The Indian government has decided to hike customs duty on imported mobile phones from 15 to 20 percent in a move designed to protect local manufacturing. The higher tariffs take effect from April 1.
The move, which will make imported devices more expensive, follows less than two months after the country raised the import duty from 10 percent to 15 percent. The new hike comes amid the nations annual Budget Session when the coming year’s finances are declared. This move will affect Apple’s iPhone and Google’s Pixel lineups the most. Luckily, we shouldn’t be seeing any price hike on the iPhone SE because it is assembled in India.
Apple has been trying to assemble its devices in India but has always found itself in some bureaucratic hurdle. Apple has been negotiating with the Indian government for lower tariffs on certain components, but the increased duties are still not in its favor.
The increase on import duties is designed to promote local manufacturing. The moves taken by the government to ensure local sourcing have started paying off though; multiple companies like Samsung, Xiaomi, Vivo, OPPO, and BlackBerry have started making and assembling phones in India to avoid the high import duty and also further gain the benefits the government has to offer under the “Make in India” scheme. The fact that the phones are sourced in India is often a point of emphasis for these companies and another marketing point to the consumer.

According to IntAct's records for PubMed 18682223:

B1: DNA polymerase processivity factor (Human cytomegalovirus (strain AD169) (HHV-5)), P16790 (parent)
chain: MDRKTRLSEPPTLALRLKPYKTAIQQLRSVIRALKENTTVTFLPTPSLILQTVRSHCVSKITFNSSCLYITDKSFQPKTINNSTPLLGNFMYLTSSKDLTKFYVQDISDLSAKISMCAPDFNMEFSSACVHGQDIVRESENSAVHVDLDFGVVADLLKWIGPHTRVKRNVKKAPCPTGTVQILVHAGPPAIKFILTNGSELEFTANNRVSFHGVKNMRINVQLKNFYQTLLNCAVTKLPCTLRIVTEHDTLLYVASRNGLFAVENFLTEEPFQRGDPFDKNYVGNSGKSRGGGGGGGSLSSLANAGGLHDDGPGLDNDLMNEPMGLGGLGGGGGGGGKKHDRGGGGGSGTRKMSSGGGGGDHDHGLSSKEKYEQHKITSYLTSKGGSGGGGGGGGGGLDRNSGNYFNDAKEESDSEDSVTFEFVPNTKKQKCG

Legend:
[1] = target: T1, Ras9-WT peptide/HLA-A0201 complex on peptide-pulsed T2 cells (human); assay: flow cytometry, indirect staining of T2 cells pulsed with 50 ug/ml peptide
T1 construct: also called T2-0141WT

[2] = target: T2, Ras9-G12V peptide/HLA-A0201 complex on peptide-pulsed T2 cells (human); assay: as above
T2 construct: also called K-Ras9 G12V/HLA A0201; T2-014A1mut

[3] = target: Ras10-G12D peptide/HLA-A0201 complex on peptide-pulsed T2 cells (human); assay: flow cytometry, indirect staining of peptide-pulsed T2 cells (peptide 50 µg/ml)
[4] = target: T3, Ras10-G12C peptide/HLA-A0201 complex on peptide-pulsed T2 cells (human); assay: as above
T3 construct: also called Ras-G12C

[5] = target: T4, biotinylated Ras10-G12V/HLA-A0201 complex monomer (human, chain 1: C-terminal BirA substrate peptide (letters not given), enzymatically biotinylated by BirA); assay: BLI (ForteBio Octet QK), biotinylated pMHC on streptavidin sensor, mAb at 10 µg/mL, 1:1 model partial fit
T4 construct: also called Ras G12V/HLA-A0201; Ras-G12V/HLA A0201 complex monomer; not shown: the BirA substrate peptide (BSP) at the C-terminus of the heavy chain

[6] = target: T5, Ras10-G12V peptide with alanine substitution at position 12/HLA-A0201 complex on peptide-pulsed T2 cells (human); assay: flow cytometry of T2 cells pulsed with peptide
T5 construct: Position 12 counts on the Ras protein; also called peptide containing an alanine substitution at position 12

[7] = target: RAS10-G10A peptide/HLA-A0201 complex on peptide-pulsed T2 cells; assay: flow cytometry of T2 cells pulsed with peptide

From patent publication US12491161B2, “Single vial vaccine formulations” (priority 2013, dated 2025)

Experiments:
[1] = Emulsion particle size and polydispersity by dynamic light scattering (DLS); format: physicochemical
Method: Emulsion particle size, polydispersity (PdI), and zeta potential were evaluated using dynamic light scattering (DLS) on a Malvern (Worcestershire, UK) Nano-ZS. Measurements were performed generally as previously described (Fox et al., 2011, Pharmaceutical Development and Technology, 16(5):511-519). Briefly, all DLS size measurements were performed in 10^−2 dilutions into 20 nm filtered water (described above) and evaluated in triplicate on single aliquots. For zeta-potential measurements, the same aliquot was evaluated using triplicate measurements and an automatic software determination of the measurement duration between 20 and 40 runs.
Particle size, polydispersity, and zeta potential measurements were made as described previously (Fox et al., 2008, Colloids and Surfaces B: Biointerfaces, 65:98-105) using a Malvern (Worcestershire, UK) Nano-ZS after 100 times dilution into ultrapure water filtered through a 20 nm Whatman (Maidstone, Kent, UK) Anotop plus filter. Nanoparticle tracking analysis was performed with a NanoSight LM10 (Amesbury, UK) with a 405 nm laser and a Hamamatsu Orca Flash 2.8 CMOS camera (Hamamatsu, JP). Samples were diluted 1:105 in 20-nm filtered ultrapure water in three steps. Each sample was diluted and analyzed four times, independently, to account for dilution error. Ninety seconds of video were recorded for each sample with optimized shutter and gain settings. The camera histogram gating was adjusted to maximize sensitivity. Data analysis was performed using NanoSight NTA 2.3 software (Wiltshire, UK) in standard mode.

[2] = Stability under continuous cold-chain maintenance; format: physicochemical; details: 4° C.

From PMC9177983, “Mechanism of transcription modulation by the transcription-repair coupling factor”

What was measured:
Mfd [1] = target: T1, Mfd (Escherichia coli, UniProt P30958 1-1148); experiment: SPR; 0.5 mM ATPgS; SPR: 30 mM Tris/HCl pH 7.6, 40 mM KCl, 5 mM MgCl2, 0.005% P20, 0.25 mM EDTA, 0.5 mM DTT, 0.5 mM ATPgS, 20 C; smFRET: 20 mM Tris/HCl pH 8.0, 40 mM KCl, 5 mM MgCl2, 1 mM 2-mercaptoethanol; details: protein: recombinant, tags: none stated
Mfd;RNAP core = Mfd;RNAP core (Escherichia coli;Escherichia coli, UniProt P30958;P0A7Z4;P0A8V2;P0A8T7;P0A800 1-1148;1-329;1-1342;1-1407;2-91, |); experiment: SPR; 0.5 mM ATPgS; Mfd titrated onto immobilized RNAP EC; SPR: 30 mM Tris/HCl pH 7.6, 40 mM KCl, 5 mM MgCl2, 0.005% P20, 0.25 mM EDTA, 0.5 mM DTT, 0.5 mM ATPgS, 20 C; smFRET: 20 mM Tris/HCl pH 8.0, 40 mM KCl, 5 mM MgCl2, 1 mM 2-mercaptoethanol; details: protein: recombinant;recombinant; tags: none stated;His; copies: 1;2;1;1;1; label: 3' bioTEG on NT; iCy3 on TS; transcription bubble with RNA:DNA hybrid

A senior industry executive told the Economic Times that smartphone makers may decide to absorb a part of the duty increase because Apple had increased iPhone prices by an average 3.5 percent in December after the government had raised import duties by five percent.
Last year, Apple supplier Wistron started producing iPhone SE models in India.
Around 75 percent of all cellphones sold in India were assembled in the country in 2017, said Tarun Pathak, an analyst at Counterpoint Research to CNN.
You can now buy and sell bitcoin, ethereum within the Venmo app
You can’t pay with crypto though
Cryptocurrencies are the most trending topic right now, and everyone wants to be a part of it. Well, PayPal-owned peer-to-peer money transfer app Venmo has rolled out a new platform that’ll let users directly buy or sell the cryptocurrencies like bitcoin, ethereum, and litecoin, within the app.
With more than 70 million active users, the app serves as a perfect destination for more users. They can hold a stake in cryptocurrency starting with as little as US$ 1. They can also share their acquisition of digital currency on their feeds.